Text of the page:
As a wise man once told his uncomprehending spider-nephew — more or less — that with great privilege comes great responsibility. Tourism is a great privilege, presuming as it does not only the money to pay for transportation, accommodation, and days if not weeks of restaurant food, but the leisure to take the time to do it all. The fact that more and more of us are able to do it is cause for celebration, but it doesn’t lessen either the privilege, or the responsibility. You still need to behave yourself in the places you visit, remembering that the people around you are mostly working even if you’re not. You need to learn a few basic words and phrases if you’re going to a place where they speak a different language (even if they also speak yours). And you need to know the difference between looking and gawking. The former is one of the great pleasures of travel; the latter is not just rude, but does fundamental injury to the guest-host relationship.
One of the primary places where we tend to get this distinction wrong is at religious sites. Many who travel are either not religious, or are visiting places where people celebrate different religions. It’s a legitimate subject of interest, of course, and visiting temples and cathedrals, as well as religious residences, shrines, and places of pilgrimage, are some of the most understandably popular things for tourists to do. But learning to look without gawking, see without ogling can be the difference between being accepted as a visitor, and being resented as an intruder.
It presents a fine line, going to a place so meaningful to some just to take a look-see, but if you keep these four rules in mind, and follow them to the extent you’re able, you’ll likely find yourself on the right side of the visitor-intruder divide.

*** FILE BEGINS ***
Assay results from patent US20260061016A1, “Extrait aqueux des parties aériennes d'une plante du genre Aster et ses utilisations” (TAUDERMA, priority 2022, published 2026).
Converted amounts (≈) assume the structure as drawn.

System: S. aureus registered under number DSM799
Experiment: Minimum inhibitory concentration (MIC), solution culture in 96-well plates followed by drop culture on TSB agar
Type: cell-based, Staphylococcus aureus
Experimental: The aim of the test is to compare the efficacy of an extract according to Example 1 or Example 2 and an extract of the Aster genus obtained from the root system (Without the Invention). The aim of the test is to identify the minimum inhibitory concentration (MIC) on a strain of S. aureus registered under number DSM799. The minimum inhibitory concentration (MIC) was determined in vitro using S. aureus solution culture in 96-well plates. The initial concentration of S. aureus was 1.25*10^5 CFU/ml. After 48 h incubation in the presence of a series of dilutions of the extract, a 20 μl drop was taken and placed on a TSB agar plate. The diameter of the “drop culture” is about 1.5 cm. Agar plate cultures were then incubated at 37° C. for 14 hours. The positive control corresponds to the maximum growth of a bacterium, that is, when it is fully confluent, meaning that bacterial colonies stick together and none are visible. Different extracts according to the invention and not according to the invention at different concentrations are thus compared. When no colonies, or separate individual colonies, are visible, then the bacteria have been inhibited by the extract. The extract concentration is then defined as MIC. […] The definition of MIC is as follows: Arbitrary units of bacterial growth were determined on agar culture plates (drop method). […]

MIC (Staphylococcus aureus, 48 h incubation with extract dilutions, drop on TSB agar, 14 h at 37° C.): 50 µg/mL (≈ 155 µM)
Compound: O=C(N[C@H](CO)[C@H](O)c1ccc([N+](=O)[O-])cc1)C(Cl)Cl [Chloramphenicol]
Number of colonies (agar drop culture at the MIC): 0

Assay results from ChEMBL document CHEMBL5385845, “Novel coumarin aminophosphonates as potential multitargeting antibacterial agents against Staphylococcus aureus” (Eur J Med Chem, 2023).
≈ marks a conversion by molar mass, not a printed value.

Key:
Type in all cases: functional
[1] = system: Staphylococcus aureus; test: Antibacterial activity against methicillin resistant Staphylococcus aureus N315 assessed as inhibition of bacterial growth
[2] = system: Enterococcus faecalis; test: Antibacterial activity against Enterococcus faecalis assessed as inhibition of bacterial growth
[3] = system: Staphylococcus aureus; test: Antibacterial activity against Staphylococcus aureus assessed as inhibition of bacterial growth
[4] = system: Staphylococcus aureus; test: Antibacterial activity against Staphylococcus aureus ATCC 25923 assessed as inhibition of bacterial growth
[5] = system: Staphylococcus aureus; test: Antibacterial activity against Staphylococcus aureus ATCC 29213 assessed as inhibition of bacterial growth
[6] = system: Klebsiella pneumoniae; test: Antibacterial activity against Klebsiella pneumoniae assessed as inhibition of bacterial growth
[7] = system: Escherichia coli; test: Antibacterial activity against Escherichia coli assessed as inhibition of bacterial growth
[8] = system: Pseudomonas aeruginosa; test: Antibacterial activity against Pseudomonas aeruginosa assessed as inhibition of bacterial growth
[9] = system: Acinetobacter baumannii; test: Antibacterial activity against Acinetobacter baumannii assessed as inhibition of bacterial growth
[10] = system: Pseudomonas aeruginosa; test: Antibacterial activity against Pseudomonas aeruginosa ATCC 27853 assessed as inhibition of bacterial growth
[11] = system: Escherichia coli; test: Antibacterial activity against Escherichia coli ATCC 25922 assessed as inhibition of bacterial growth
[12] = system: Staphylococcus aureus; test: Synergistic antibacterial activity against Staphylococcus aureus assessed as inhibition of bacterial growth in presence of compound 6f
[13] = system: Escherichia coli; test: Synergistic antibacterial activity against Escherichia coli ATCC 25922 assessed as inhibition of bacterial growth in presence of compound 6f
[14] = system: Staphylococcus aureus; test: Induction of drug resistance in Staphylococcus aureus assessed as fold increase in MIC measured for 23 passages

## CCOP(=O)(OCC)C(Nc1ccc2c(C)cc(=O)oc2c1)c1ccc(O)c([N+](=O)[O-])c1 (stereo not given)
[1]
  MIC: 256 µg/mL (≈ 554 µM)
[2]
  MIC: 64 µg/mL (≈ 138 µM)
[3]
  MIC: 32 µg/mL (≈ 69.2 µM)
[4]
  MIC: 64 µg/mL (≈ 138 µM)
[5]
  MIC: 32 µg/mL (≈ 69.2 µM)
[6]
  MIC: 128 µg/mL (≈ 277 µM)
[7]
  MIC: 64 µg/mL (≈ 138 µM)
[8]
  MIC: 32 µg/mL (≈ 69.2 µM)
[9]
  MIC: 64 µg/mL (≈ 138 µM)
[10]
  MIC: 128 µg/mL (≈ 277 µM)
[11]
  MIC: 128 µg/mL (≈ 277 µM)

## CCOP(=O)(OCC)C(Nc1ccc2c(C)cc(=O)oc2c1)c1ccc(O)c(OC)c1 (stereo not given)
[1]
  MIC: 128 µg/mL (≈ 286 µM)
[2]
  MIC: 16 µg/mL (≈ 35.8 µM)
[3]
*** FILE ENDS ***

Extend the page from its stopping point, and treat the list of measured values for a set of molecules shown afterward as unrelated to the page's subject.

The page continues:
Rule #1: Don’t take too many pictures, even if you’re allowed
This is both the toughest, and probably the least intuitive of the rules, and only applies – as all these rues do – to active places of devotion and worship (not churches that have been turned into condos or museums, for instance).
Since the advent of mass tourism, and even more specifically since the arrival of the smart phone, many places that once frowned upon or even forbade photography have simply given up. It’s too difficult to enforce. So just because you don’t see a sign with a red line through a camera or phone doesn’t mean you should be taking pictures.
Yes, I know everyone else will be. And I realize that you, a modern, reasonable human, can see the secular beauty of the architecture, painting, sculpture, lighting, and even poignantly posed worshippers amid the holiness. But the thing is, the very reason all these things work so well together, and the reason you’re there at all, is that the people who designed it, and the people who are praying, meditating, singing, and preaching in it, do not see these as separate things.
If you’re not a professional photographer, taking a picture is the very definition of the distinction between looking and gawking. Seeing the place or worship or devotion through a lens, with you on one side of it, and it — and everyone else — on the other emphasizes the fact that you don’t belong there, that you’re an interloper being tolerated rather than a visitor being welcomed. Believe me, there are pictures of it all online. Look those up later. But while you’re there, try to just look with your eyes.